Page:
Dude - "Dude" in Popular Culture

"Dude" in Popular Culture

  • 1883 – Political cartoon of Chester A. Arthur pictures the refined, well-dressed President, with the caption, "According to your cloth you've cut your coat, O Dude of all the White House residents; We trust that will help you with the vote, When next we go nominating Presidents."
  • 1889 – Andy a dude and a chorus of dudes in the opera Leo, the Royal Cadet by Oscar Ferdinand Telgmann sing We are the Dudes: "We are the dudes you read about in all the papers Social Etudes, we captivate all hearts by our capers, Bai Gawge! Once every week the Bank pays each and all of us two dollars; But, by cold cheek we sport the latest thing in coats and collars, Bai Gawge! Weep ye, en masse! We're suffering most excruciating pain; For ah! alas! The Prince of Wales has ceased to carry a cane, Bai Gawge! Till we learn whether His Highness orders that the cane shall go; Each with a feather we promenade the city streets just so, Bai Gawge!"
  • 1889 – A Connecticut Yankee in King Arthur's Court by Mark Twain comments on how commoners in Medieval Britain worshiped nobility and title without question, for the sake only of a meaningless title: "...and the best of English commoners was still content to see his inferiors impudently continuing to hold a number of positions, such as lordships and the throne, to which the grotesque laws of his country did not allow him to aspire; in fact, he was even able to persuade himself that he was proud of it. It seems to show that there isn't anything you can't stand, if you are only born and bred to it. Of course that taint, that reverence for rank and title, had been in our American blood, too – I know that; but when I left America it had disappeared – at least to all intents and purposes. The remnant of it was restricted to the dudes and dudesses. When a disease has worked its way down to that level, it may fairly be said to be out of the system."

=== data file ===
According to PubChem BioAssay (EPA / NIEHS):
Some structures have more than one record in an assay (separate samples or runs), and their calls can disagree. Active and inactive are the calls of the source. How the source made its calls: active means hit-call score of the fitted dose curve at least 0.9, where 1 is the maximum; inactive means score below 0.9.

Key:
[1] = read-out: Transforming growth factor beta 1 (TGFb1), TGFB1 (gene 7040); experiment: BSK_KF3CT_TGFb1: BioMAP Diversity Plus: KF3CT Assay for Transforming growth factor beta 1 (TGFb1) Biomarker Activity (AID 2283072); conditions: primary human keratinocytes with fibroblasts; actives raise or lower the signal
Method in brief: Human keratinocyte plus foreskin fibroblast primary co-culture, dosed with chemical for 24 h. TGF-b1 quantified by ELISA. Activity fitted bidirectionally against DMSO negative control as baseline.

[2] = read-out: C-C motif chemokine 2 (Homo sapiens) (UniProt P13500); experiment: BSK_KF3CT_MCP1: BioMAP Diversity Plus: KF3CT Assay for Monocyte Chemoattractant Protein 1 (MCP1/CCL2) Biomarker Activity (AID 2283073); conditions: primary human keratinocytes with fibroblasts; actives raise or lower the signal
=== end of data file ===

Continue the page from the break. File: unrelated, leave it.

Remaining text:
• 1959 – Howard Hawks's film Rio Bravo has Dean Martin as "Dude," the drunk deputy to John Wayne.
  • 1969 - In the film Easy Rider, Billy (Dennis Hopper) speculates that George (Jack Nicholson) "must be some important dude". When George asks what the word "dude" means, Wyatt (Peter Fonda) tells him "dude means, uh, nice guy, dude means regular sort of person".
  • 1972 – Mott the Hoople releases their hit album, All the Young Dudes, named after the title cut, which was written for the band by David Bowie.
  • 1973 – The premiere of Dude, a musical by Galt MacDermot.
  • 1974 – Steely Dan releases their album Pretzel Logic, which features the song "Any Major Dude Will Tell You"
  • 1981 – Quincy Jones releases his album The Dude
  • 1985 – Less Than Zero (a novel by Bret Easton Ellis) includes the first published usage of the now-common phrase, "No way, dude!", and the first mainstream display of "dude" having crossed the gender barrier. In a noteworthy scene, a young woman tells her mother, "No way, dude."
  • 1987 – Aerosmith release a song called "Dude (Looks Like a Lady)"
  • 1989 – Hey Dude premiers on Nickelodeon; it will go on to run for three years. The cast of this teenage sitcom set on a dude ranch included Christine Taylor.